China's textile and clothing exports rose to US$12.72 billion in November, up by 30.85 percent from November last year, the highest monthly growth in two years, Customs figures show.
However, experts warned against believing the high indicated a new wave of rapid export growth. "It's only a temporary flourishing before fading away," the China Securities Journal reported on Monday.
The newspaper, run by Xinhua, attributed the hike to export firms that were catching their last chance to benefit from higher export tax rebates.
The Ministry of Commerce announced in September that tax rebates for textile exports would be cut from 13 to 11 percent, but companies that signed export contracts before Sept. 14 and cleared their goods through the customs before Dec. 14 could still claim the original tax rebates.
The government had hoped the measure would force domestic textile firms to be more aware of technical innovations and to develop more products with proprietary intellectual property rights.
The move coupled with the appreciation of Renminbi, however, has pushed Chinese textile manufacturers to mark down their prices this year to sustain their exports and offset the negative impact of the rising yuan.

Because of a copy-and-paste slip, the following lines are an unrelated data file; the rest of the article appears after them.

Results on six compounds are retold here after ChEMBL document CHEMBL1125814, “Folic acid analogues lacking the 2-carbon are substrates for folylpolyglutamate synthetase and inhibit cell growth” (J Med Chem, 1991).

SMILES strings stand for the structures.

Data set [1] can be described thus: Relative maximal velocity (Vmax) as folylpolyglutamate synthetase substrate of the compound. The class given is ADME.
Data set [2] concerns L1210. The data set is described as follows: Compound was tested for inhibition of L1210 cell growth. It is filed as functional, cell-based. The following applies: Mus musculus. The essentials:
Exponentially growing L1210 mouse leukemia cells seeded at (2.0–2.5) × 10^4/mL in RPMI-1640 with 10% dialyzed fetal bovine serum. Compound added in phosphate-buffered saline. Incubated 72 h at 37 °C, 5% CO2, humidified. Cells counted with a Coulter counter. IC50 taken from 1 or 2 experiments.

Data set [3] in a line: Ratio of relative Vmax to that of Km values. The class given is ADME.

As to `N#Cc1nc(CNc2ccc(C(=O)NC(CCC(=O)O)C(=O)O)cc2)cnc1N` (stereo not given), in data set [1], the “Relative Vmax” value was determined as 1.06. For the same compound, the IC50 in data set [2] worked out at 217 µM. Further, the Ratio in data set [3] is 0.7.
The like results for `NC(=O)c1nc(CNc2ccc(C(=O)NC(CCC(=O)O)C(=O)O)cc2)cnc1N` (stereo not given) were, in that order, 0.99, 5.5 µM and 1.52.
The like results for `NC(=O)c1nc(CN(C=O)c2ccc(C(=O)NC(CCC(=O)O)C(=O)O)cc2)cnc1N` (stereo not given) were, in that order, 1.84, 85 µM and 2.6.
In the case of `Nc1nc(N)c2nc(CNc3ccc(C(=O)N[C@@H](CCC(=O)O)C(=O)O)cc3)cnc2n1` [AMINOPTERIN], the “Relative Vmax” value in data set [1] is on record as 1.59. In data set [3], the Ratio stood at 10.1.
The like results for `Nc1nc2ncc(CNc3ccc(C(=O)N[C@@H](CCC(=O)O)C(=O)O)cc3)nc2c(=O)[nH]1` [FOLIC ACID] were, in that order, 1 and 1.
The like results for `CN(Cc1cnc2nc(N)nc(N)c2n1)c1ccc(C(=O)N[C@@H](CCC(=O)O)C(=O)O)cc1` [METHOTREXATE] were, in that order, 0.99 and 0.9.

"The sudden hike in November will not last long. A decline will appear in December," said the newspaper, adding that overcapacity would continue to haunt the industry despite the rising domestic demand.
Figures from the National Bureau of Statistics show retail sales of clothing in China climbed 21.5 percent in November. The growth was 7.4 percentage points higher than the average.
In the future, the focus of China's textile and clothing industries would gradually shift from abroad to home, said the newspaper.
After the European Union and the United States set caps on China's textile exports in January, more than 69 percent of China-made textiles and clothing have gone to the Association of South East Asian Nations (ASEAN), the Republic of Korea and African countries.
As the textile industries of India, Pakistan and ASEAN are developing fast, domestic competitors could soon lose their comparative advantages in costs, it said.
(Xinhua News Agency December 25, 2006)